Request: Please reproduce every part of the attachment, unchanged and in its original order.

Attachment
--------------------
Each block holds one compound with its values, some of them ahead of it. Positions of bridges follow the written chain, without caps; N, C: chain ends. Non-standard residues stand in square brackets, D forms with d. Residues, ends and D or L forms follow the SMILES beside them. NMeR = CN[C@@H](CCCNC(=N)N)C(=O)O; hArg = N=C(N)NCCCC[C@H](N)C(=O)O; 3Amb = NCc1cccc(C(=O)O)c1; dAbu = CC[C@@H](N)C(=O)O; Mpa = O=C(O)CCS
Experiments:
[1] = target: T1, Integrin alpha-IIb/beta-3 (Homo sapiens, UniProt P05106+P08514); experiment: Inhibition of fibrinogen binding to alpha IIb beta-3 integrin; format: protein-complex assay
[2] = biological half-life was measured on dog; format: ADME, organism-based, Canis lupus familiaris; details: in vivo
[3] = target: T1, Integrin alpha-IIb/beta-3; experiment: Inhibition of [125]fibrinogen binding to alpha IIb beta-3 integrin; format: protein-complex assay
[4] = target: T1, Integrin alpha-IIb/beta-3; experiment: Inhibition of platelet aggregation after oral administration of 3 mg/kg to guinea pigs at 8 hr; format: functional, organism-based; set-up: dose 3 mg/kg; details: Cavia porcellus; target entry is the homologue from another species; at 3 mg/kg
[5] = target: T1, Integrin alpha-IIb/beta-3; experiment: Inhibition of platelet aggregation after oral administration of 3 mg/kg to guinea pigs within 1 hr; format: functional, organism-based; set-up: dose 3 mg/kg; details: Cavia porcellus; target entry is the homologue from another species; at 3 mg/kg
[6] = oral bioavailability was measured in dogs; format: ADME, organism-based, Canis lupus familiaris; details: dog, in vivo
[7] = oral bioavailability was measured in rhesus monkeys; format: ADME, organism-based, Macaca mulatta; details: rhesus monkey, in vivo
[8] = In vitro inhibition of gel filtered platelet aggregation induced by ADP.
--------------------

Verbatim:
Each block holds one compound with its values, some of them ahead of it. Positions of bridges follow the written chain, without caps; N, C: chain ends. Non-standard residues stand in square brackets, D forms with d. Residues, ends and D or L forms follow the SMILES beside them. NMeR = CN[C@@H](CCCNC(=N)N)C(=O)O; hArg = N=C(N)NCCCC[C@H](N)C(=O)O; 3Amb = NCc1cccc(C(=O)O)c1; dAbu = CC[C@@H](N)C(=O)O; Mpa = O=C(O)CCS
Experiments:
[1] = target: T1, Integrin alpha-IIb/beta-3 (Homo sapiens, UniProt P05106+P08514); experiment: Inhibition of fibrinogen binding to alpha IIb beta-3 integrin; format: protein-complex assay
[2] = biological half-life was measured on dog; format: ADME, organism-based, Canis lupus familiaris; details: in vivo
[3] = target: T1, Integrin alpha-IIb/beta-3; experiment: Inhibition of [125]fibrinogen binding to alpha IIb beta-3 integrin; format: protein-complex assay
[4] = target: T1, Integrin alpha-IIb/beta-3; experiment: Inhibition of platelet aggregation after oral administration of 3 mg/kg to guinea pigs at 8 hr; format: functional, organism-based; set-up: dose 3 mg/kg; details: Cavia porcellus; target entry is the homologue from another species; at 3 mg/kg
[5] = target: T1, Integrin alpha-IIb/beta-3; experiment: Inhibition of platelet aggregation after oral administration of 3 mg/kg to guinea pigs within 1 hr; format: functional, organism-based; set-up: dose 3 mg/kg; details: Cavia porcellus; target entry is the homologue from another species; at 3 mg/kg
[6] = oral bioavailability was measured in dogs; format: ADME, organism-based, Canis lupus familiaris; details: dog, in vivo
[7] = oral bioavailability was measured in rhesus monkeys; format: ADME, organism-based, Macaca mulatta; details: rhesus monkey, in vivo
[8] = In vitro inhibition of gel filtered platelet aggregation induced by ADP.